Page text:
Daily Devotional – April 27, 2020

To the Church in Exile,

Please note:  Pastor Doug has also included a video version of today’s devotional. For some of you, that version may be more accessible – you can find it by clicking here.
The peace of Christ be with you. Today’s daily lectionary reading, 1 Peter 5, has some important things to say about leadership. In this COVID 19 season, we are seeing some wonderful examples of healthy leadership across our country, our state and city. But also, as I’ve commented before, we’re seeing some leadership that misses. I think, as we pray for all our leaders, it’s important to practice healthy servant leadership in our companies, churches, families, and neighborhoods. Peter can equip us.
1 Peter 5:1-8  
Now as an elder myself and a witness of the sufferings of Christ, as well as one who shares in the glory to be revealed, I exhort the elders among you 2to tend the flock of God that is in your charge, exercising the oversight, not under compulsion but willingly, as God would have you do it—not for sordid gain but eagerly. 3Do not lord it over those in your charge, but be examples to the flock. 4And when the chief shepherd appears, you will win the crown of glory that never fades away. 5In the same way, you who are younger must accept the authority of the elders. And all of you must clothe yourselves with humility in your dealings with one another, for “God opposes the proud, but gives grace to the humble.”
6Humble yourselves therefore under the mighty hand of God, so that he may exalt you in due time. 7Cast all your anxiety on him, because he cares for you. Discipline yourselves, keep alert.
Two important elements of healthy leadership emerge in this reading for me. The first is humility. Peter doesn’t have time for elders or leadership in the church who “lord it over those in their charge.”  Instead, you’re to “clothe yourselves with humility.” Part of the reason that humility is a key trait of the leader today is that so often the landscape is so different in our world that the old solutions aren’t applicable. Ron Heifetz, the leadership guru at Harvard, has for decades been talking about how leaders must admit just how much they don’t know. And we, in our companies, in the corporate world, and in non-profits, are all realizing that navigating our world must start with a confession that we just don’t know everything. Humility is key for the elders in churches and leaders in every discipline.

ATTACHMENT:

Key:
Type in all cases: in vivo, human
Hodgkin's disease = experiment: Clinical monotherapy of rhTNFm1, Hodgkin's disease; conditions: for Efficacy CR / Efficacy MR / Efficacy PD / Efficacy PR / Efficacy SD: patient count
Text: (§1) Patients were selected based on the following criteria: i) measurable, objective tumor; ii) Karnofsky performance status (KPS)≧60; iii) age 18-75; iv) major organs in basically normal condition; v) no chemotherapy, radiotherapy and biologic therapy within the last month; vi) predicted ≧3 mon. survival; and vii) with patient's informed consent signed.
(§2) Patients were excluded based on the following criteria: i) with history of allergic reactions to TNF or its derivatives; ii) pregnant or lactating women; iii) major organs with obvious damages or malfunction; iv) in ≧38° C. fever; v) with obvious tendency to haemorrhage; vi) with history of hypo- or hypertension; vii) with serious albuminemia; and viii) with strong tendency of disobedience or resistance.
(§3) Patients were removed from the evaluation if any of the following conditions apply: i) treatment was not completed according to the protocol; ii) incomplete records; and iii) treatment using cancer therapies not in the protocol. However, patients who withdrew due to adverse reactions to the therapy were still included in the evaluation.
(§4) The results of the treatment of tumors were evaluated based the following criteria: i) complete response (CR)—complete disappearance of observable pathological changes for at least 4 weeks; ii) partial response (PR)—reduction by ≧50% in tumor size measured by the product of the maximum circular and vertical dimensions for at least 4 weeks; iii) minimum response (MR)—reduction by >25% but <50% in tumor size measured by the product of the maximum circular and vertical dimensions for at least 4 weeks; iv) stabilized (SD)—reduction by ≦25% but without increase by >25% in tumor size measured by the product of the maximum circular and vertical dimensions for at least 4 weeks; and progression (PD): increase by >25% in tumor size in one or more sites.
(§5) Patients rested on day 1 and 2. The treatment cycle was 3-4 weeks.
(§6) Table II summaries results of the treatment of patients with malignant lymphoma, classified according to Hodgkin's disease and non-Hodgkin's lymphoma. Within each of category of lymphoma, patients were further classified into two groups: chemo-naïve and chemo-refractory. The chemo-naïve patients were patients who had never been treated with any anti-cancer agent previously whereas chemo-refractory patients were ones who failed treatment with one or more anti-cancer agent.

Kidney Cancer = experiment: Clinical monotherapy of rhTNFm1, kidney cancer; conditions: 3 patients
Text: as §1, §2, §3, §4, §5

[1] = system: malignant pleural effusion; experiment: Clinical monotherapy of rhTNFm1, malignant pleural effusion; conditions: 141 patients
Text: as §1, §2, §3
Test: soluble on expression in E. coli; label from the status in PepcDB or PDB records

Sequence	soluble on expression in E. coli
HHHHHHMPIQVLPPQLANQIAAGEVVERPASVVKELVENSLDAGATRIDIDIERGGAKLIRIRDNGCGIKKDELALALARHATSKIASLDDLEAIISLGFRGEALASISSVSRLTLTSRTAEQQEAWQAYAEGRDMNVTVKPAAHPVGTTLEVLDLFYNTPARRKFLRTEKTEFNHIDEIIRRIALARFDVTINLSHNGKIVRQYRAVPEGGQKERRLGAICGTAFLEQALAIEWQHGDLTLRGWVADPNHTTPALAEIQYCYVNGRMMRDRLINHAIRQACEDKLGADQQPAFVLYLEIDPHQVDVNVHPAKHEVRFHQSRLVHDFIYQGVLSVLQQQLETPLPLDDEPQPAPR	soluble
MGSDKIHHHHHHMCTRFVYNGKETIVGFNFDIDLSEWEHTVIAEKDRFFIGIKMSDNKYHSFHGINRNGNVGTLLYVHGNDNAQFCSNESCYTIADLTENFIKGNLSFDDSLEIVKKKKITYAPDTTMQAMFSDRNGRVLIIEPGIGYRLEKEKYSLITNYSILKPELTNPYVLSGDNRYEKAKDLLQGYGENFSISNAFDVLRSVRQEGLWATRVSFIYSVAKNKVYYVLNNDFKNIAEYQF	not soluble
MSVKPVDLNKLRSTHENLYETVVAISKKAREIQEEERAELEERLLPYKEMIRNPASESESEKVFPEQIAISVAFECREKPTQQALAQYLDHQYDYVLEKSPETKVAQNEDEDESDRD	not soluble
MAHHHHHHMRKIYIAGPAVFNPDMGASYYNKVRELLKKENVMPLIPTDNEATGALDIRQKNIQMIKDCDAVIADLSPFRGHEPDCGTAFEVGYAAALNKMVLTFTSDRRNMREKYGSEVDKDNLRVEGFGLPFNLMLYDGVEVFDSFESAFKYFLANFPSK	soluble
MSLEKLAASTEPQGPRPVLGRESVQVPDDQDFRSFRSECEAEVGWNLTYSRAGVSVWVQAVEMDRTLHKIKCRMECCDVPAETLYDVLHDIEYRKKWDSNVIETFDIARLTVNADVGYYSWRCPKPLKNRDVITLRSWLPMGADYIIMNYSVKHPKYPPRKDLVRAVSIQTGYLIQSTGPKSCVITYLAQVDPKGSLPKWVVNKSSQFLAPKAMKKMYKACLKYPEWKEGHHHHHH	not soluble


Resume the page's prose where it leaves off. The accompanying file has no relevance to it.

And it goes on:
Leadership, it seems to me, rather than starting from some elevated podium, really begins on our knees. It starts in prayer: “Humble yourself therefore under the mighty hand of God.”  Which leads me to the second element of leadership Peter gives us in this passage: casting your anxiety upon God. Many of us are familiar with the older translation: “Cast all your cares upon Him.” This verse has been a staple of American pietism that used to turn me off. It smelled of a quick fix spirituality of dumping and eluding responsibility, sort of a Christian version of “Don’t worry. Be happy.” (Hey, we were all young, immature students of Christ at one point.) Of course, I knew nothing about this text or this important leadership principle.
I’d like to think I’ve grown up some as a leader facing my own anxieties, and in that growth have learned to live into this wisdom of casting my anxiety on God. I love the Common English Bible translation of verse, “Throw all your anxiety onto God.”  That’s the metaphor that I model in my spiritual life when my back is up against the wall and I’ve got nothing. When I’m on my knees – which I always hate doing, being honest about my lack of control and limited power, but once in this position so quick to realize it’s the best and most powerful place for me – I throw the wake-up-at-2:30-in-the-morning worry onto God, not to escape, but to place it in God’s hands. I put into God’s hands the uncertainty about outcomes or the future, so that I can focus on the task at hand. I can deal best with the problem before me if I trust God with the unknown yet worrisome future.
C.S. Lewis, in his Screwtape Letters, captures the importance of distinguishing between two very close but separate problems: the difficulty or setback itself; our fear and disquiet about outcomes and tomorrow. Screwtape is an imaginary senior devil who is coaching his bumbling nephew of a junior devil, Wormwood, on how to tempt a new Christian to abandon God, the “enemy above,” and convert to following “our father below.” At one point, Screwtape advises that Wormwood play into the fear of the unknown tomorrow that is growing in his patient: “The enemy above wants humans to be concerned with what they do; our business is to keep them thinking about what will happen to them.”
As a leader, and you might think about your place of leadership, I want to focus on what needs doing. The worry about what will happen in tomorrow I cast onto God. Leadership requires these two essentials: embrace humility on your knees, and throw your anxieties onto God.
Most loving Father, whose will it is for us to give thanks for all things, to fear nothing but the loss of you, and to cast all our cares on you who cares for us: Preserve me from faithless fears and worldly anxieties, that no clouds of this mortal life may hide from me the light of that love which is immortal, and which you have manifested to us in your Son Jesus Christ our Lord; who lives and reigns with you, in the unity of the Holy Spirit, one God, now and forever.  Amen.
Phyllis Tickle, The Divine Hours: A Manual for PrayerPrayers for Springtime

Peace in Christ, 


Doug Kelly, Senior Pastor
Bethany Presbyterian Church
(206) 284-2222, x11

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